The City of Kingston, NY

    Welcome to the City of Kingston, NY

    Kingston, dating to the arrival of the Dutch in 1652, is a vibrant city with rich history and architecture, was the state's first capital, and a thriving arts community. City Hall is in the heart of the community at 420 Broadway, and is open from 8:30 a.m. to 4:30 p.m., except July & August (9 a.m. to 4 p.m.).  Come tour our historic City, with restaurants that are among the region's finest, and local shopping that promises unique finds.

    Historic Churches

    Kingston is home to many historic churches. The oldest church still standing is the First Reformed Protestant Dutch Church of Kingston which was organized in 1659. Referred to as The Old Dutch Church, it is located in Uptown Kingston. Many of the city's historic churches populate Wurts street (6 in one block) among them Hudson Valley Wedding Chapel is a recently restored church built in 1867 and now a chapel hosting weddings. Another church in the Rondout is located at 72 Spring Street. Trinity Evangelical Lutheran Church was founded in 1849. The original church building at the corner of Hunter Street and Ravine Street burned to the ground in the late 1850s. The current church on Spring Street was built in 1874.

    Kingston, NY

    Kingston became New York's first capital in 1777, and was burned by the British on October 13, 1777, after the Battles of Saratoga. In the 19th century, the city became an important transport hub after the discovery of natural cement in the region, and had both railroad and canal connections.

    Kingston, NY

    The town of Rondout, New York, now a part of the city of Kingston, became an important freight hub for the transportation of coal from Honesdale, Pennsylvania to New York City through the Delaware and Hudson Canal. This hub was later used to transport other goods, including bluestone. Kingston shaped and shipped most of the bluestone made to create the sidewalks of New York City.


    Contact Us

    City Hall Address:
    420 Broadway
    Kingston, New York

    (845) 331-0080
    [email protected]

    Kingston News

    3/4/2019 - Mayor Noble Announces Broadway and Grand St Reconfiguration Project


    March 4, 2019


    Mayor Steve Noble Announces Broadway and Grand St. Reconfiguration Project

    Plans include the acquisition 490 Broadway and the establishment of a public park

    KINGSTON, N.Y. - Mayor Steve Noble is pleased to announce the launch of an ambitious plan to realign the intersection of Broadway, Grand St., Pine Grove Ave., and Prince St. to improve traffic safety for motorists, bicyclists and pedestrians. The intersection is known for being difficult to navigate; over the last five years, twenty nine crashes at the intersection were reported, with seven resulting in injuries.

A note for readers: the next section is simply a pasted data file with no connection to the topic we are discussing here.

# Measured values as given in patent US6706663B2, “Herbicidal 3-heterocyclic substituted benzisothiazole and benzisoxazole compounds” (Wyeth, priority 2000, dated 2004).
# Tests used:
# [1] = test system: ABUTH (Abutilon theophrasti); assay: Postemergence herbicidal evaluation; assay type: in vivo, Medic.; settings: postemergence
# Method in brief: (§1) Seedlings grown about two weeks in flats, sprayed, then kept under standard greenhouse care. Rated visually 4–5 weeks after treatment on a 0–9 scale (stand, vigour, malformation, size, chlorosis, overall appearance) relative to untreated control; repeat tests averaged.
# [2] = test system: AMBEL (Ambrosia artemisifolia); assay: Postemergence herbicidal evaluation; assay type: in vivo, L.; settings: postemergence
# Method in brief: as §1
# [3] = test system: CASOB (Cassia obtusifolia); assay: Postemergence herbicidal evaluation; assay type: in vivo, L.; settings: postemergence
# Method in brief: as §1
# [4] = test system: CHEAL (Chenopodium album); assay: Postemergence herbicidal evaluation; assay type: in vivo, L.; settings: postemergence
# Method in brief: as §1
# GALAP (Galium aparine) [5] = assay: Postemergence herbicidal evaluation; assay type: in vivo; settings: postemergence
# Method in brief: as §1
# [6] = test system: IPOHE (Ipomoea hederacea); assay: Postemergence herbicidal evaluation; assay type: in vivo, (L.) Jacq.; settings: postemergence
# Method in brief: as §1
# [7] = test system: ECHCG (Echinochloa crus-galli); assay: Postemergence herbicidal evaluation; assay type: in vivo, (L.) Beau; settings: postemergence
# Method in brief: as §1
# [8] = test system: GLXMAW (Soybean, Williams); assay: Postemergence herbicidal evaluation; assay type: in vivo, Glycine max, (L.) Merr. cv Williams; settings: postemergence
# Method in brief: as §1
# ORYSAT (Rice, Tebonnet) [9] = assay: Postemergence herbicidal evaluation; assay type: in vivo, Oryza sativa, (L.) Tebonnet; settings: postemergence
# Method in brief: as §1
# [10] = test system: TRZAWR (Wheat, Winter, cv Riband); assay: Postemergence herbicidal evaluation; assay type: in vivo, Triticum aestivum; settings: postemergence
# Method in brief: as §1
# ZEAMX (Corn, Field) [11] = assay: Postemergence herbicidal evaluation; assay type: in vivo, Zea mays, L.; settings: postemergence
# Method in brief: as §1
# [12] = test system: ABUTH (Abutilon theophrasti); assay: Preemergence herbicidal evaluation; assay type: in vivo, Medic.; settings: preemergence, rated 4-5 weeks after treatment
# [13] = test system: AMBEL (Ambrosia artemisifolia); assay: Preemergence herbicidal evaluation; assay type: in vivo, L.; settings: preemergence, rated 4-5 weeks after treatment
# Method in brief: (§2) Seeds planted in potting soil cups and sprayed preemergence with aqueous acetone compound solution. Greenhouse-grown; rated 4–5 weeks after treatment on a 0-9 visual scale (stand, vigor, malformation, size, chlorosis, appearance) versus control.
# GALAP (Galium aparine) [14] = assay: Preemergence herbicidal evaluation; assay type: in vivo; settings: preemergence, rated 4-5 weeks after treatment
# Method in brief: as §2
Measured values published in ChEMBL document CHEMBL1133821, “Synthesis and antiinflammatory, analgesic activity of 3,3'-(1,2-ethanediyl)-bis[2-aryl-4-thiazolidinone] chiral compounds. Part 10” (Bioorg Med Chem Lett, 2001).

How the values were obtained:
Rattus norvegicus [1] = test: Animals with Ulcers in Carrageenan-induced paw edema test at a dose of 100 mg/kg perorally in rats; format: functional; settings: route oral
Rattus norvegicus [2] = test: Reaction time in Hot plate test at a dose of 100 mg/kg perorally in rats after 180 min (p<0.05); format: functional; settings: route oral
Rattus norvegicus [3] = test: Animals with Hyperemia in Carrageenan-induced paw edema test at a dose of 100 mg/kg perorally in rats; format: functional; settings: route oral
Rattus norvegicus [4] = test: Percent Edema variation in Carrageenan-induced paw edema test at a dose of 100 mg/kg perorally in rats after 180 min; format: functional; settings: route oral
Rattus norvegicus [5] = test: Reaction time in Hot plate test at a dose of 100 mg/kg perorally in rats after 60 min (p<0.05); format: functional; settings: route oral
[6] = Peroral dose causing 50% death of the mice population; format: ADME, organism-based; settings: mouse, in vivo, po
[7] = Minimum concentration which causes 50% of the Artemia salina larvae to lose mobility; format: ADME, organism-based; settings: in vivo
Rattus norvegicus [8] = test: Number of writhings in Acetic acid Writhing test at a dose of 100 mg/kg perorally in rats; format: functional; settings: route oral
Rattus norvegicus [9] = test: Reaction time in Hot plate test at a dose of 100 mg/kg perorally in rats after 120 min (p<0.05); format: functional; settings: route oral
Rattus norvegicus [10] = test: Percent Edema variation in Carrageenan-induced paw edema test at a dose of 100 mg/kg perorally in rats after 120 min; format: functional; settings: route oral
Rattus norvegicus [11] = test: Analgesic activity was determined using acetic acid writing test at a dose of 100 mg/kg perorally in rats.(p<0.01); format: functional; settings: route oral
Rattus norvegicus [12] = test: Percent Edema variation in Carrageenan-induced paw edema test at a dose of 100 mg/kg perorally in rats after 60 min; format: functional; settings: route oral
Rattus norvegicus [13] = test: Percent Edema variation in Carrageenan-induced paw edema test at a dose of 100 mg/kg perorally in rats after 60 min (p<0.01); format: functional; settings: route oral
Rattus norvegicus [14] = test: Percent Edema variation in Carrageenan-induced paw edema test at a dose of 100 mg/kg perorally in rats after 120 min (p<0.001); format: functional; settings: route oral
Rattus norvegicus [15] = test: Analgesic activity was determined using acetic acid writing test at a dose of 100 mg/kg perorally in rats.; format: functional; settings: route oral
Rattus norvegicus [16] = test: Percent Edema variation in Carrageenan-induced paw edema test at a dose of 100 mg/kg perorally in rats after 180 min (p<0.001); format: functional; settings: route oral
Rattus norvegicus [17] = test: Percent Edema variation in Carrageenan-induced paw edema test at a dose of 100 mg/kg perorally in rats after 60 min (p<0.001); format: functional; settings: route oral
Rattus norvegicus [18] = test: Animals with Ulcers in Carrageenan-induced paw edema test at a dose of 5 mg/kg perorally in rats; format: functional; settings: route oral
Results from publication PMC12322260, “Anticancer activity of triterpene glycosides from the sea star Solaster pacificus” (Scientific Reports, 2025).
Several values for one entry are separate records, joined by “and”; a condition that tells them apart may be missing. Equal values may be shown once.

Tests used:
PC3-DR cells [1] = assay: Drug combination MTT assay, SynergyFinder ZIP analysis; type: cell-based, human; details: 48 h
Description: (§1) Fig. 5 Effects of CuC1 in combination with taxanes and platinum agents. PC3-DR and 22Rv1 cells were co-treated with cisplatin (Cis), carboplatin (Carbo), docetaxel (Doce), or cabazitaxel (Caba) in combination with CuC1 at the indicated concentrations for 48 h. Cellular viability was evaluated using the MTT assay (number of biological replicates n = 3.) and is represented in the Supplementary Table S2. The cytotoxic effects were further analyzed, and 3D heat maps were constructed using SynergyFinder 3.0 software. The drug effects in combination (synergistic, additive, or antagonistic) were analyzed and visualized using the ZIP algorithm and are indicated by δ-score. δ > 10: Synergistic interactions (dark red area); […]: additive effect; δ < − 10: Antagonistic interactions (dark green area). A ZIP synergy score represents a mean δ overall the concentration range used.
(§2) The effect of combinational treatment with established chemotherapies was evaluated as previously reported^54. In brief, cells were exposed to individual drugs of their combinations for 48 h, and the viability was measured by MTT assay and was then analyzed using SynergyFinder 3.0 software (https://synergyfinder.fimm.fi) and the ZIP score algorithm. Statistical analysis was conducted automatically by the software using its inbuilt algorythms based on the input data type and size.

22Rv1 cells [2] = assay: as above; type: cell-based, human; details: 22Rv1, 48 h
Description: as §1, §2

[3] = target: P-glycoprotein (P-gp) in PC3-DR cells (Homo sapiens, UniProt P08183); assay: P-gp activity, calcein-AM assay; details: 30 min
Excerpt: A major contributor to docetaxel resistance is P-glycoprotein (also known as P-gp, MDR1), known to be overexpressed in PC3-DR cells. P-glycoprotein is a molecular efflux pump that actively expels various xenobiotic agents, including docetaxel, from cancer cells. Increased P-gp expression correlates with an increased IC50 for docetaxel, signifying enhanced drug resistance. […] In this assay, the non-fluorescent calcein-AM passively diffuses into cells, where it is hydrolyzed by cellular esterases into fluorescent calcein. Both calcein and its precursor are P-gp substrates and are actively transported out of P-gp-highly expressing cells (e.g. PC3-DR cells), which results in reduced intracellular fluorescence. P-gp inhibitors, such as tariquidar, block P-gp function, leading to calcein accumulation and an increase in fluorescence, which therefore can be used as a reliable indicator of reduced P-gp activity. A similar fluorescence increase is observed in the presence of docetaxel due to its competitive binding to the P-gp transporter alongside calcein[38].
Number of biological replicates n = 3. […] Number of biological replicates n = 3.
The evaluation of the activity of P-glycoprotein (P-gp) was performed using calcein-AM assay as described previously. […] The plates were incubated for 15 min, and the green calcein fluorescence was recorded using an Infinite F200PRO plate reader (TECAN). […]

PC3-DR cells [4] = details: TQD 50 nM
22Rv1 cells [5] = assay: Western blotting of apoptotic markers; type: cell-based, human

The traffic reconfiguration will dovetail with the upcoming Broadway Streetscape Project, a major overhaul of the Broadway Corridor, which includes optimized traffic light signalization, redesigned traffic pattern, new sidewalks, protected bicycle lane, improved crosswalks and paving. By integrating these two projects, travelers will enjoy a safer, more seamless experience and will reach their destinations faster.

    In addition to reconfiguring a difficult intersection, the project will result in the acquisition and reimagining of one of Kingston’s most notorious locations, the site of the former Kingston Post Office. Built in 1908, the Post Office was an architectural marvel. Its subsequent demolition in 1970- to make way for a fast food restaurant- continues to haunt the city known for its historic character. The property most recently housed a Planet Wings.

    “There is no doubt, tearing down the Old Post Office is one of Kingston’s greatest blunders and a stark reminder that we must focus on long-term success, rather than short-term profit,” said Mayor Noble. “While we can’t go back in time, we do have a unique opportunity to acquire this property for public use and design the space in a way that honors this lost historic gem.”

    Mayor Noble has put forth a proposal to the Common Council to purchase the property at 490 Broadway, demolish the on-site building, and create a public park in honor of the historic Post Office. The property can be acquired by the City for $450,000 and the cost for removal and clean-up is estimated at $25,000. The matter has been referred to the Finance Committee of the Common Council for further discussion.

    The City has been working with Assemblyman Kevin Cahill to secure a grant to pay for the costs of traffic reconfiguration once the City has acquired the property. 

    “I want to thank Assemblyman Cahill, a lifelong Kingstonian, for his early support of this important project,” said Mayor Noble. “We are working closely with Assemblyman Cahill and the NYS Department of Transportation (NYS DOT) to secure a $750,000 grant to perform the needed traffic realignment. We are fortunate to have a representative who cares so deeply about the safety of his constituents and who understands the historic nature of this property. I look forward to continuing to work with our local and State partners to move this exciting project forward.”